(And not for nothing, how I wish I had some sort of cool-ass ‘undiagnosable’ diagnosis. Depression is so Elizabeth Wurtzel circa 1994. Not modern-day glamorous in the least.)

      Love and luck right back ‘atcha.

      • Gloria says:

        Hrm. I don’t know about “glamorous.” I was denied life insurance for my sexy emotional (or is it “mood?”) disorder NOS. Apparently, this is on par with batshit as far as the insurance companies are concerned. (Incidentally, Major Depressive Disorder falls under the Mood Disorder category, too.) The NOS part means – THIS PERSON IS CRAZY AND WE CAN’T EVEN TELL YOU WHY. Like I have some sorta Sean Young twitch or something. So, my therapist had to write a note that insists that 1) I’ve never been homicidal, 2) I’ve never been suicidal, and 3) I live a healthy, functional life with chart notes that show an increase in functionality over the course of my therapy. The thing is – if I weren’t being treated for this – if I were just left without help, I could get life insurance. The irony makes me stabby. BUT FOR THE RECORD – NOT LITERALLY!

  3. I saw this in the news as well! Ridiculous. It seems like lately everything that could possibly make life better for people is getting the squeeze. I keep thinking of George Carlin’s “they own you!” bit. Kudos to you, K-dub, for finally knowing what works for you and insisting upon it. Hugs, hugs, hugs!

  4. Zara Potts says:

    Darling Zister.
    Talking is good. Yelling sometimes helps.
    I can’t offer you any solutions, I wish I could, except to say that my ear is always available to you as are my arms.
    Love to you xxx

  5. dwoz says:

    If you’re reading this note, you have my email addy.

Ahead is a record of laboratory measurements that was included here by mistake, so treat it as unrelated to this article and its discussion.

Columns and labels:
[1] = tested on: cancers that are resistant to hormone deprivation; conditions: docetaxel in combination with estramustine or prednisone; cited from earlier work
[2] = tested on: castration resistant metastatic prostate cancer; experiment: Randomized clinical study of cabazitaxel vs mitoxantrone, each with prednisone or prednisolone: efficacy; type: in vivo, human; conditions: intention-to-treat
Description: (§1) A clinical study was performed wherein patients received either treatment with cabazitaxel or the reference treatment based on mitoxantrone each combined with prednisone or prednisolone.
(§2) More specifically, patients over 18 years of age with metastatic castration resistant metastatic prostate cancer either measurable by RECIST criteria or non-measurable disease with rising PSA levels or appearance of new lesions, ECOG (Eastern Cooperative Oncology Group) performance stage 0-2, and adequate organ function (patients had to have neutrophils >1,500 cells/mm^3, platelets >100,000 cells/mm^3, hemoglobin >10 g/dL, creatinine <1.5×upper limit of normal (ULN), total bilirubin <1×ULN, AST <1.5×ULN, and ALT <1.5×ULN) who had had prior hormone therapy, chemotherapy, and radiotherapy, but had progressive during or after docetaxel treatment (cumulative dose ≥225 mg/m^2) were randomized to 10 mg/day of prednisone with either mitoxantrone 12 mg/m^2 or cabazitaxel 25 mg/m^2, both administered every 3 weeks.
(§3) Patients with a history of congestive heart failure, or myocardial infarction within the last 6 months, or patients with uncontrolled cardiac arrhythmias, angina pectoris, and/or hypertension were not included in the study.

I’m all ears.

    Actually, that’s not true, my ears are quite proportional to the rest of me. In case you were wondering.

  6. Art Edwards says:

    Good listeners are worth whatever you have to pay them, and hopefully you don’t have to pay them too much.

    Good luck, K.

  7. Jim says:

    Keep writing. Keep shooting. Keep talking, K-Dub. And stay cool in the Burg this summer; I know how sticky it can be there.

  8. J.M. Blaine says:

    Yes ma’am
    we can talk
    any time.

  9. Uche Ogbuji says:

    I do look forward to talking to you again, K. To listening to you, whether in the sunny side, or under the clouds. Meanwhile thank goodness for two close friends. And for professionals who care. Be well.

  10. Greg Olear says:

    Good therapists are worth their weight in gold, that’s for sure. Problem is, as in all walks of life, there are any number of bad ones. I hope your new one is the best!

    The rush to prescribe pills reminds me of that great dialogue in BRAVE NEW WORLD, where the guy whose name escapes me tells Mustapha Mond that he doesn’t want to take soma. Huxley knew his shit.

    Thanks for sharing, K-Dub.

  11. Judy Prince says:

    Good for you, writing about your depression, Kim! If you should feel the need to get additional help, I’d recommend David Burns’ *Ten Days to Self-Esteem*. In the UK, the government provides funds for training cognitive (behavioural) therapists. Here’s my amazon.com review of Burns’ book:

    ‘What ended my depression and anxiety (going on 5 years now) was working through David Burns’ workbook, “Ten Days to Self-Esteem,” (admittedly a pitiful title!).

    I’d previously read Burns’ popular book, “Feeling Good,” and well understood his main points, as well as liked his straightforward, practical, humourous, example-filled writing, but, for all that, my depression didn’t lift.

    So I went to amazon.com for customer reviews of his other books. One of the most successful, according to reviewers, was his “Ten Days to Self-Esteem” workbook.

    One stand-out statement by a reviewer proved entirely true: You have to WRITE OUT the answers to the workbook’s exercises. Naturally, I began the workbook, which seemed so simple—and didn’t write out my answers. Burns caught me immediately and made me laugh at myself by saying that I (the reader) probably was not writing down the answers, and he quickly convinced me to commit to it, which I did.